Reader’s Ride: Very Original 1973 Moto Guzzi V7 Sport for Sale
Look, you can mock old Guzzi’s all you want for their “truck-like” qualities. Deride their descended-from-a-tractor heritage. Laugh as they lurch to the side when you blip the throttle. But “truck-like” is apt in more ways than one: trucks are built to do stuff, and go places. Not sit in a garage being tinkered with like some exotic sports car. I know a guy who’s a pretty accomplished motorcycle mechanic. He got that way because he owns old Triumphs and got tired of constantly paying mechanics to work on them.
Old Moto Guzzi’s are built to go places. And the V7 was built to go places quickly: you really can’t argue with the sheer, mile-munching charisma of a nice Moto Guzzi.
The V7 Sport was Guzzi’s first v-twin sportbike, an attempt to move away from the touring character of the earlier “loop-framed” V700’s. The new frame, designed by Lino Tonti, allowed the low, lean stance that characterizes their sporting motorcycles and was so effective it was used, in one form or another, for the next forty years.
This, early drum-braked example looks to be extremely original and needs very little to be done. The original eBay listing has a pretty comprehensive overview of the bike’s condition: 1973 Moto Guzzi V7 Sport for Sale
Overall, the bike is in very good condition and runs and rides well. The engine has a little over 140psi compression in both cylinders tested cold, doesn’t smoke or burn oil as best I can tell, and doesn’t leak anywhere. The transmission shifts nicely (for a Guzzi!) and is a five speed, with the old right hand shift, one up, four down shift pattern. Original levers, switches, controls, etc. all appear to be in good condition and operate as they should. The only two exceptions are the neutral light which works, but goes on and off in just about any gear depending on the day of the month and where the moon is in the sky (pretty sure it needs a new neutral indicator switch although it may just be that it’s Italian!) and the starter button on the handlebars. The starter button doesn’t work, but the key switch starter position works fine. I’m not sure what the issue is there, and honestly haven’t tried to troubleshoot it. All the other electrics work fine including, lights, horn, turn signals, brake lights, etc.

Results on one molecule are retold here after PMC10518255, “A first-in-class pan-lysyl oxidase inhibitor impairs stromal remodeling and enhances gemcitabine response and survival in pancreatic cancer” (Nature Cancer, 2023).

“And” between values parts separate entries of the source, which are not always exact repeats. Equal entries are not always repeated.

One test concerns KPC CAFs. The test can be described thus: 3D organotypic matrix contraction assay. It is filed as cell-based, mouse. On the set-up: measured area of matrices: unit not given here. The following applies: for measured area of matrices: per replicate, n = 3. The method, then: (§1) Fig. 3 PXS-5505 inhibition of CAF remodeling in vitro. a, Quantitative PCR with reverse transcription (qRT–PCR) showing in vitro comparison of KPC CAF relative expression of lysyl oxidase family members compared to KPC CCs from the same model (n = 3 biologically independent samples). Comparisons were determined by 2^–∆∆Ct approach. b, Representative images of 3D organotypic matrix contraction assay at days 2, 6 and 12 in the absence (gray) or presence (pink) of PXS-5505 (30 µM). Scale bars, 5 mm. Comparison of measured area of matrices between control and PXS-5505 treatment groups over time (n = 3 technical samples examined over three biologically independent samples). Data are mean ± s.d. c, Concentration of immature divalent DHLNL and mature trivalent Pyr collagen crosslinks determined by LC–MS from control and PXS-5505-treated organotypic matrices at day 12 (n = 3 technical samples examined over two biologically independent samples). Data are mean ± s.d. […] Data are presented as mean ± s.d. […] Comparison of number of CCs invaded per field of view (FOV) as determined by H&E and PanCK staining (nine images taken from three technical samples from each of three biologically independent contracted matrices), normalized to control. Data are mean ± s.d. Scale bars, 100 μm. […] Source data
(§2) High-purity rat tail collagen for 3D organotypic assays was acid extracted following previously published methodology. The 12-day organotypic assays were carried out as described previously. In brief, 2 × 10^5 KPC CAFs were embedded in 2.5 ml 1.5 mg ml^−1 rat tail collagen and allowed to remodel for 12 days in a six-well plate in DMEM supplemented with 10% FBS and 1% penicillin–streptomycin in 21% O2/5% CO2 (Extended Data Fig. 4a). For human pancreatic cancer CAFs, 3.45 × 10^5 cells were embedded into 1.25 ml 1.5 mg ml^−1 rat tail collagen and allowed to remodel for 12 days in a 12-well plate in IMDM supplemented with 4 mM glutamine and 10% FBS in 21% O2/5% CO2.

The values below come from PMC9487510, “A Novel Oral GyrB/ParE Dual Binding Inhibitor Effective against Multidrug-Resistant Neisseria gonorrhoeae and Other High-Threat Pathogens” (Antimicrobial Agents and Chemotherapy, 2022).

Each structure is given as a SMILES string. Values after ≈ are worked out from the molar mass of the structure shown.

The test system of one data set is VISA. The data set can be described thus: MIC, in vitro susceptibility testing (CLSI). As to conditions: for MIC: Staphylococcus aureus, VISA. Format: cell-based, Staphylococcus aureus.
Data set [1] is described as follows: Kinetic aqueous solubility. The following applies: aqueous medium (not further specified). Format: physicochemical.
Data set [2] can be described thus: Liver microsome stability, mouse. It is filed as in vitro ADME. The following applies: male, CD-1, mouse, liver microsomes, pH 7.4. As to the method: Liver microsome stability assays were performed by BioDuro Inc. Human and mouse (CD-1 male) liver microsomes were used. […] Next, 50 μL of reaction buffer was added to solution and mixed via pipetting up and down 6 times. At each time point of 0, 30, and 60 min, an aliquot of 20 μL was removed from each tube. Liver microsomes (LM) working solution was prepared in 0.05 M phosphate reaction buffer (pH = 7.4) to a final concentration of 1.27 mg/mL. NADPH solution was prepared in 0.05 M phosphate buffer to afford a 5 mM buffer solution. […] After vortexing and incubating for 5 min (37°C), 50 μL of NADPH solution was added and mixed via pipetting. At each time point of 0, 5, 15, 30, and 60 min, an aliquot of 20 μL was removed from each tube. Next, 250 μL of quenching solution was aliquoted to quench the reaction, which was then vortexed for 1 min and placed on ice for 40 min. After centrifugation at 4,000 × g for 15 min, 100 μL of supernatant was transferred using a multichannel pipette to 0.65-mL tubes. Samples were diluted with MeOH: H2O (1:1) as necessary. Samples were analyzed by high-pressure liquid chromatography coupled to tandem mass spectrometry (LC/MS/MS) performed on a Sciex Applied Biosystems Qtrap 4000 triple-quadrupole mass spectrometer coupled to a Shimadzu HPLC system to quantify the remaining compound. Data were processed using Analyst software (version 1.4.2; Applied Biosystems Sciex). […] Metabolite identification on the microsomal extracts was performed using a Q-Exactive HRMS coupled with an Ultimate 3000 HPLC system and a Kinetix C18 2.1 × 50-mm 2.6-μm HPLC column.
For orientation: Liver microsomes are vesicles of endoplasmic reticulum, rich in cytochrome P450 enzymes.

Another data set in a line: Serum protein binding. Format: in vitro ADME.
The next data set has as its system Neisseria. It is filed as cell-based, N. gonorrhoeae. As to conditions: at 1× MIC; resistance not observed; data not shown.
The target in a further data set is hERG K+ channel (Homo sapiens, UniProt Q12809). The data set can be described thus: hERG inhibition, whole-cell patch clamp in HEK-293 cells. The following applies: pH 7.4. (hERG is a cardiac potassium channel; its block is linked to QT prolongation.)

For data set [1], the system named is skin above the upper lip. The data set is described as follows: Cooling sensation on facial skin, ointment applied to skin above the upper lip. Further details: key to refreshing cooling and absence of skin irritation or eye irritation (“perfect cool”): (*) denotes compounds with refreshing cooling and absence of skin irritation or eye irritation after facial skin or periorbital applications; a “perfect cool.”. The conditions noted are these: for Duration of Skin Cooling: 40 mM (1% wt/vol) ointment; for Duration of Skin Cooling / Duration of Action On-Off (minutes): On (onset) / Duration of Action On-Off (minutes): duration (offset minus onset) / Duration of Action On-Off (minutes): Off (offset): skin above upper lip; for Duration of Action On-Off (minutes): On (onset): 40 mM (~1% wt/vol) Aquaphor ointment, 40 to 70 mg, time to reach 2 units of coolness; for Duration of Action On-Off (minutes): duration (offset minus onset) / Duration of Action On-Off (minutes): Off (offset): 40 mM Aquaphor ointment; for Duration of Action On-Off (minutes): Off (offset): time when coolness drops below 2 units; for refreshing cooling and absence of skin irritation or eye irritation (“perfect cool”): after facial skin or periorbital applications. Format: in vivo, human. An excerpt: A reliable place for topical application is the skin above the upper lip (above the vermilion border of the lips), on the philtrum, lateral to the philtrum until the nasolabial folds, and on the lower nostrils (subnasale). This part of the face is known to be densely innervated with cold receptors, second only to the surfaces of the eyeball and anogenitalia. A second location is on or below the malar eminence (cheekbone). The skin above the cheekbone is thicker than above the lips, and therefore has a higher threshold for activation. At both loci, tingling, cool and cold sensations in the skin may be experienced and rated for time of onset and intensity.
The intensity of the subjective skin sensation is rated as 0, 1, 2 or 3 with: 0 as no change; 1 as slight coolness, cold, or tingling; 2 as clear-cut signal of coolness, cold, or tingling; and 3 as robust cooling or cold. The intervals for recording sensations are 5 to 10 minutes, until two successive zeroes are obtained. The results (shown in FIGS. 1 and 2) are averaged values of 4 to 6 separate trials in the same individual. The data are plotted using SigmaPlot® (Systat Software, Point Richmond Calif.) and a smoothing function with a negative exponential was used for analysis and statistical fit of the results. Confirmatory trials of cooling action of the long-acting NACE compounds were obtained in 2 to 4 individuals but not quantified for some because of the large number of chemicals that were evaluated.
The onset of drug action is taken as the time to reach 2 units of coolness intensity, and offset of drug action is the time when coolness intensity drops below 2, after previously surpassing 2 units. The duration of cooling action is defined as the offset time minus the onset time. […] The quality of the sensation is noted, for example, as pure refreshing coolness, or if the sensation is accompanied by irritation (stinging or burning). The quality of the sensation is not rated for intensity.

Wheels are all original and correct Borrani rims and stainless spokes (that’s what they came with new) in excellent condition with a new set of Dunlop D404’s on them. I checked the brake shoes when I replaced the tires and all looked good.
I have done little to the bike since I’ve owned it other than put a new set of tires on it, change all the oil (engine, transmission and rear end), checked and set the timing and valve clearances, washed and waxed it and ridden it. It starts almost instantly, and is a blast to ride. If you’ve always wanted a V7 Sport, this is a very nice relatively low mileage example that runs well.
Nice old collectible Guzzis always present a bit of a conundrum: do you cherish them for their handsome looks, quality engineering, and important place in motorcycling history? Or do you strap a pack and bedroll to the seat and head out to the middle of nowhere on a road trip?
The choice is yours.